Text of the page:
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EU Member States

European Union

On July 5, 2016, the European Commission presented a legislative proposal to amend the Fourth Anti-Money Laundering Directive (AMLD).[120] It suggested, inter alia, bringing custodian wallet providers and virtual currency exchange platforms within the scope of the AMLD, meaning they would be obligated to fulfill due diligence requirements and have in place policies and procedures to detect, prevent, and report money laundering and terrorist financing.

The proposal contains a definition of virtual currencies, which are described as “a digital representation of value that is neither issued by a central bank or a public authority, nor necessarily attached to a fiat currency, but is accepted by natural or legal persons as a means of payment and can be transferred, stored or traded electronically.”[121] On January 29, 2018, the text agreed at the interinstitutional negotiations of the European Parliament and the Council was approved in committee.

The European Parliament adopted the text in plenary session on April 19, 2018.[122] The updated Directive will enter into force three days after its publication in the Official Journal of the European Union.

Furthermore, on March 8, 2018, the European Commission presented an Action Plan on how to take advantage of the opportunities presented by technology-enabled innovation in financial services (FinTech), like blockchain, artificial intelligence, and cloud services.[123] The FinTech Action Plan includes the recently launched EU Blockchain Observatory and Forum, which will report on the challenges and opportunities of crypto assets later in 2018 and is working on a comprehensive strategy on distributed ledger technology and blockchain addressing all sectors of the economy.[124]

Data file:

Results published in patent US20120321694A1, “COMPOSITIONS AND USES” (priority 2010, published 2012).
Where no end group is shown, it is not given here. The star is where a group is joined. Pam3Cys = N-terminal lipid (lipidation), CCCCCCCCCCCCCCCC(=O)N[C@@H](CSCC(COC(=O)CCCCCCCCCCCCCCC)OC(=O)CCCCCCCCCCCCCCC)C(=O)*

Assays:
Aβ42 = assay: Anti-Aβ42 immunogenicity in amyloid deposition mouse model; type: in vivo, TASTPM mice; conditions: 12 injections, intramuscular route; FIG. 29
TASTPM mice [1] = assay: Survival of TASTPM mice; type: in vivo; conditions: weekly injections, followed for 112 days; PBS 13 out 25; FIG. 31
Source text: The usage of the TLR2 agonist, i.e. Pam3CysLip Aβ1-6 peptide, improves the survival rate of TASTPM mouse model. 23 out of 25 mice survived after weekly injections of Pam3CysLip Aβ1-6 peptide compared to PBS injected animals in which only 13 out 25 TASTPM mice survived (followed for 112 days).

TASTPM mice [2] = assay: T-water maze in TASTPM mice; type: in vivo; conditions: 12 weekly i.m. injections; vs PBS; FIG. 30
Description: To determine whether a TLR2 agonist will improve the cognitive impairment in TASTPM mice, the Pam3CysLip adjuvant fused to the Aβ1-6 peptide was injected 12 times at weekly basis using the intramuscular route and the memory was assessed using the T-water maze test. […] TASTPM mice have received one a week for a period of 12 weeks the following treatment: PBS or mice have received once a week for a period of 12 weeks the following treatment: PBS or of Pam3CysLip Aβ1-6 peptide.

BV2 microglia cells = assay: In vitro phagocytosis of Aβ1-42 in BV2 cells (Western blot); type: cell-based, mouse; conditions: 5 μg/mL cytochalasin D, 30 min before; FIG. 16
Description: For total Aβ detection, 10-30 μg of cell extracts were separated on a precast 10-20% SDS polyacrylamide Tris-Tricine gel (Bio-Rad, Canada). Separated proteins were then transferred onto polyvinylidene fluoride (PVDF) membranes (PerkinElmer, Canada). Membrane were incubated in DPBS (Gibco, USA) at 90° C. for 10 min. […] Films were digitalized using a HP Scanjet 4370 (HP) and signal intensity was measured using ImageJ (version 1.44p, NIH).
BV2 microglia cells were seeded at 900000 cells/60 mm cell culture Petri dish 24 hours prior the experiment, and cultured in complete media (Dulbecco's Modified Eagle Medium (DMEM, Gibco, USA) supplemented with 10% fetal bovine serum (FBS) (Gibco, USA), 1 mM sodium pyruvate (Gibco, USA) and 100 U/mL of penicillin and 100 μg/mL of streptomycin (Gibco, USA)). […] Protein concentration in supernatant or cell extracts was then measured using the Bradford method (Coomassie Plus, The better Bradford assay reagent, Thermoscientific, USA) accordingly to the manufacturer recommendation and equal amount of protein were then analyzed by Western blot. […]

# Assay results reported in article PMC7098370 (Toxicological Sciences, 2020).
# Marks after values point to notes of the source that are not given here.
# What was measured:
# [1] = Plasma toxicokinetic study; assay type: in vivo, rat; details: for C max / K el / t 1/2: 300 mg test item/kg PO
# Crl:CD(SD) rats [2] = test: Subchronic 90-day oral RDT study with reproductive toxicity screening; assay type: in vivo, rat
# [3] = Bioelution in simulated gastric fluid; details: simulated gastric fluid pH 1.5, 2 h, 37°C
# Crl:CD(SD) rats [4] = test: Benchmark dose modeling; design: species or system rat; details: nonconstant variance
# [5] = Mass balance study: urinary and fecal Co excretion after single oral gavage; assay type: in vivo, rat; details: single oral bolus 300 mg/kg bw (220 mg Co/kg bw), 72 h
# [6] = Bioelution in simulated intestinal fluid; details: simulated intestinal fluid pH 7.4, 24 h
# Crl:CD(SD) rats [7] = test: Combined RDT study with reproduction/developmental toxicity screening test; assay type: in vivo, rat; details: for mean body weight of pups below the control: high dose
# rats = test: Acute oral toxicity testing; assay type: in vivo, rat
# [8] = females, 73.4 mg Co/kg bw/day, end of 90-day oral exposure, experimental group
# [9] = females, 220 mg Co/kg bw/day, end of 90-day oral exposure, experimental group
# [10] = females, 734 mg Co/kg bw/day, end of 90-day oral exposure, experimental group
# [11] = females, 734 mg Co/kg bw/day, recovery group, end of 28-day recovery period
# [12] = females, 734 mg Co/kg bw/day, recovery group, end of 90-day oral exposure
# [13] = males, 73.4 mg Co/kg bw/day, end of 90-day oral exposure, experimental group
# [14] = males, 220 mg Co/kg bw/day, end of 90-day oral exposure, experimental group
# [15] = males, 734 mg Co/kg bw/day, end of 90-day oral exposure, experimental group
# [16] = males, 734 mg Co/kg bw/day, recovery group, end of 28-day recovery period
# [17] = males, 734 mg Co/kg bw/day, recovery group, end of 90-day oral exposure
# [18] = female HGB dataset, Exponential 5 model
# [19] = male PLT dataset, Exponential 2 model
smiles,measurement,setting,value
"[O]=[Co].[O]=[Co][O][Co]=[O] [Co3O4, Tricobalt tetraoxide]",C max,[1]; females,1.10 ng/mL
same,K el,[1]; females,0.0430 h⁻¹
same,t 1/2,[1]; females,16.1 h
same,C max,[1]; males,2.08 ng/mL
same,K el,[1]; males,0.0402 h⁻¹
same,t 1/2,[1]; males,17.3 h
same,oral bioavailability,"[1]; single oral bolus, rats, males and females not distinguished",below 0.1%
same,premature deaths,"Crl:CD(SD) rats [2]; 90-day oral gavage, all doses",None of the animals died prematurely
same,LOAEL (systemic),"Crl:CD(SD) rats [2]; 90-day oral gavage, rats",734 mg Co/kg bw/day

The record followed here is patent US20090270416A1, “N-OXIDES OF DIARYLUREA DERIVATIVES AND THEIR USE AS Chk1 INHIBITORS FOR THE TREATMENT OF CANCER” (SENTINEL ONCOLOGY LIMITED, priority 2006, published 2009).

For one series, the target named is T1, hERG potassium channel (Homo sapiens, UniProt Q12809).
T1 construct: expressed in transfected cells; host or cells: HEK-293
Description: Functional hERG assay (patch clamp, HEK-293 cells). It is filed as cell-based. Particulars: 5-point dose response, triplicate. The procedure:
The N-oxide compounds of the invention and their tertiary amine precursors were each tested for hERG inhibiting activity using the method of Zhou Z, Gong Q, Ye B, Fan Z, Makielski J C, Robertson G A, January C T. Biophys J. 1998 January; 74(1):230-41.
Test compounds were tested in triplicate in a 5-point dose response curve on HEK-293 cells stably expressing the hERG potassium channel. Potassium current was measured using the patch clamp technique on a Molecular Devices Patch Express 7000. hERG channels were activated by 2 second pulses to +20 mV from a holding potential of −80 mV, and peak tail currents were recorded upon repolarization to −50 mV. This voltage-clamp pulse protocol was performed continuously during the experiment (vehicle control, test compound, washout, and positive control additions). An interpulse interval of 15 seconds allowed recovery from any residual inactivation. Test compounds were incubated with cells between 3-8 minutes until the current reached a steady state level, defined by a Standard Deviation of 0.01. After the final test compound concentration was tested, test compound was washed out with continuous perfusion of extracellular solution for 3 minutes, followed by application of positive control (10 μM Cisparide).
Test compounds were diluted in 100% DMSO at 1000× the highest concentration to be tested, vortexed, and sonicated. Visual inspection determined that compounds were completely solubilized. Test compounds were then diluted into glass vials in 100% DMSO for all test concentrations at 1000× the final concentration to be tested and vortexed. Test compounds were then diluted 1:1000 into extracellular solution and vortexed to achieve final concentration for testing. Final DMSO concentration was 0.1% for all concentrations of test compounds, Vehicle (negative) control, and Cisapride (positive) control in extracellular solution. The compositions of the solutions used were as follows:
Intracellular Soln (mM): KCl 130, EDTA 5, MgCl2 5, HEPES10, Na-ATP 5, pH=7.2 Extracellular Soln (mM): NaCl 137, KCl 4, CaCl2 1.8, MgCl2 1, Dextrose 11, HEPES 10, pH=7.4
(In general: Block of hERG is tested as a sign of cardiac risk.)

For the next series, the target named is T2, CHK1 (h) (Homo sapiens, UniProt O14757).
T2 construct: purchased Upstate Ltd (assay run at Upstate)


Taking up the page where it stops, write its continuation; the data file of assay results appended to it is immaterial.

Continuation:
On October 22, 2015, the European Court of Justice (ECJ) held in its decision Hedqvist that transactions to exchange a traditional currency for bitcoin or other virtual currencies and vice versa constitute the supply of services for consideration, but fall under the exemption from value-added-tax (VAT).[125] Buying or selling bitcoin is therefore exempt from VAT in all EU Member States.

On February 12, 2018, the European Supervisory Authorities for securities (ESMA), banking (EBA), and insurance and pensions (EIOPA) jointly issued a warning to consumers regarding virtual currencies, stating that they are “highly risky and unregulated products and are unsuitable as investment, savings or retirement planning products.”[126] The warning complements the earlier two statements by ESMA on initial coin offerings (ICOs) in November 2017[127] and a warning to consumers and two opinions on virtual currencies by EBA in December 2013, July 2014, and August 2016, respectively.[128] EBA welcomes the decision of the European Commission to bring custodian wallet providers and virtual currency exchange platforms within the scope of the Fourth AMLD and not to extend the EU Payment Services Directive 2015/2366 to virtual currency transactions for the time being.[129] EBA suggests a separate regulatory regime to mitigate all the risks arising from virtual currencies.[130]